Another advantage is that GaN on Si LEDs are surface emitting devices, unlike GaN on sapphire, which is a volume emission technology. In simple terms, this means that more of the generated light is emitted in the desired direction. Although a waveguide is always needed, the loss of light is due to the alignment or output vectors of the photon, which further improves the screen’s energy efficiency.
The waveguide’s current interface is a process with many losses, with very little light entering a viewer-usable HUD. Monolithic micro-LED chips could translate a typical VR headset into something more like a pair of glasses.
Below: A demonstrator made in collaboration with Artemis Optical presents the Plessey monolithic display based on a range of MicroLEDs.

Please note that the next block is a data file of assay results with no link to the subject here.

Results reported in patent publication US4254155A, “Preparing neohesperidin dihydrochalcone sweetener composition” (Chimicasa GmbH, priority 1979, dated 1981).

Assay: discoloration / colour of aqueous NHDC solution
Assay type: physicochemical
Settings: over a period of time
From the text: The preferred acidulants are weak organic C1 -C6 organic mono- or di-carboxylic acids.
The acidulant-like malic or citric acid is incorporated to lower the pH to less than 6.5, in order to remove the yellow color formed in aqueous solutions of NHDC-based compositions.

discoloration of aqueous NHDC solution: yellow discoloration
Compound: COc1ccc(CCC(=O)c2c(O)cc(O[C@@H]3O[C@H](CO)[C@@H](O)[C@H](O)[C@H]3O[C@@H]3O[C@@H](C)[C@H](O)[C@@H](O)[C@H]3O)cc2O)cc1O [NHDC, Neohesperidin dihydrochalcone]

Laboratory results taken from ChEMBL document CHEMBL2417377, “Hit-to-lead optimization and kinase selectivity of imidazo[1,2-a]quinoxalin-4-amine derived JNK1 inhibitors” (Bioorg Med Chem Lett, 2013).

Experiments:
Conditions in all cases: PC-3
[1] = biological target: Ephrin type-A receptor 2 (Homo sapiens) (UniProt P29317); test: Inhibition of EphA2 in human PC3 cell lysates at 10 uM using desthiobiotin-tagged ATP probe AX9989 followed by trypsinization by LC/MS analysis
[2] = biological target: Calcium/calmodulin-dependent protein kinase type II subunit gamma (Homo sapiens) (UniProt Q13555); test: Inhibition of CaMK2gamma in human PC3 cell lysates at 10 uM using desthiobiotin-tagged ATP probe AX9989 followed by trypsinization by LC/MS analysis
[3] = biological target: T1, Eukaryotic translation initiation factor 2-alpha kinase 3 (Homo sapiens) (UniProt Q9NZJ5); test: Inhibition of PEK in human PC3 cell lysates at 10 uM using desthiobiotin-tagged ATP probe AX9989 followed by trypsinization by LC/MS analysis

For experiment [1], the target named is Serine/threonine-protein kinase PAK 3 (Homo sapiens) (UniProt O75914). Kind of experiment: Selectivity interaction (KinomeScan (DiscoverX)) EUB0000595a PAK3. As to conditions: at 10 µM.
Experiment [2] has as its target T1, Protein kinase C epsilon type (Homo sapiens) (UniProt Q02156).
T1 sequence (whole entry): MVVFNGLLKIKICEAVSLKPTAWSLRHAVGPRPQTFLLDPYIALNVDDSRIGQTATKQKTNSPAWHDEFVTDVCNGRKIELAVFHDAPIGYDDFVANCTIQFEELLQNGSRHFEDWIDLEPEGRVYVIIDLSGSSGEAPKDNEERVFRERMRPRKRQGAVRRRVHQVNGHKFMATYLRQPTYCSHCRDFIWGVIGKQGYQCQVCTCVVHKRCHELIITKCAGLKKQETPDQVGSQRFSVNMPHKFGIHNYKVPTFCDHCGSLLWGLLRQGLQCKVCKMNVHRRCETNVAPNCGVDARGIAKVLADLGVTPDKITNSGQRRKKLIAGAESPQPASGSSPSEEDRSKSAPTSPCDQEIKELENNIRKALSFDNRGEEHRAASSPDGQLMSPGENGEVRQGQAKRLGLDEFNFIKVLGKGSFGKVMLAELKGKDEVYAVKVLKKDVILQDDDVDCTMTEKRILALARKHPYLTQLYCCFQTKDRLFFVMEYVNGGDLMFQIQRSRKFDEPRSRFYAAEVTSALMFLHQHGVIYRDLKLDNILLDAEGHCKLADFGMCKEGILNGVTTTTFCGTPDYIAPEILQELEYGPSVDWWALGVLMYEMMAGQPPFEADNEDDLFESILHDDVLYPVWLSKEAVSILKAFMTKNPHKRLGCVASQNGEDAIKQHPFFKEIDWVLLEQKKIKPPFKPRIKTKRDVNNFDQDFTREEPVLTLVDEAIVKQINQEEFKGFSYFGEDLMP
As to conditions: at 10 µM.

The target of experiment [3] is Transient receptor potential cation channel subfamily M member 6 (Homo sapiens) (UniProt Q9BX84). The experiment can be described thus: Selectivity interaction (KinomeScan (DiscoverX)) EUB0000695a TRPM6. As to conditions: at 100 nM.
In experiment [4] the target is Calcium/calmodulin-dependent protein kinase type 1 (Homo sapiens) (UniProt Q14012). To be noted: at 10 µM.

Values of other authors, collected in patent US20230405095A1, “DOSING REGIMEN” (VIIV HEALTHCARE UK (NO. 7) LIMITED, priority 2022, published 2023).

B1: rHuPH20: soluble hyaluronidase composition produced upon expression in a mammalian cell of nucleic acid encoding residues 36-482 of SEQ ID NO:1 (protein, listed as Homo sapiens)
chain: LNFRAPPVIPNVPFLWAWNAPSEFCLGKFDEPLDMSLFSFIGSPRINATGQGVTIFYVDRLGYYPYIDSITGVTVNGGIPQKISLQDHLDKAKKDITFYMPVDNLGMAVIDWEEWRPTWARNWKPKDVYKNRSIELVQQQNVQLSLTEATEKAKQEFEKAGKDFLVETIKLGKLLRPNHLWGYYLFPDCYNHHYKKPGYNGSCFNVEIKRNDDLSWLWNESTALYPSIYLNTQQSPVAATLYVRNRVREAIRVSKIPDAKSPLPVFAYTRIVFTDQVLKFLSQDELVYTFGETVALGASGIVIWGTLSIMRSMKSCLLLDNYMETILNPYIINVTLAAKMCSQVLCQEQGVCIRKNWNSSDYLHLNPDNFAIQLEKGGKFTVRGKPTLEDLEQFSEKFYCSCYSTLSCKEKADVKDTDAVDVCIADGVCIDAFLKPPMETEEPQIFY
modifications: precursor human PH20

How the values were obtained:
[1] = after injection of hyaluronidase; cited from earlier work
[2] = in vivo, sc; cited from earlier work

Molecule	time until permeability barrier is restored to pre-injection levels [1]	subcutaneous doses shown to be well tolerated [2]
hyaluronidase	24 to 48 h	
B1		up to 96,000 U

Demand for smaller, energy-efficient displays is based on applications such as HUDs and AR / VR headsets. This will put pressure on existing technologies, which will have difficulty reducing their size, both in practical and economic terms.
The availability of a robust GaN-on-Si process now makes it possible to produce monolithic MicroLED displays. It has been demonstrated that this technology meets the requirements of novel display applications and is now available through technology licensing agreements.
With decreasing screen sizes, GaN appears to Si as the technically and economically feasible approach to meet the demand for high efficiency, high pixel density and low power micro LEDs.Tags: Latest Technology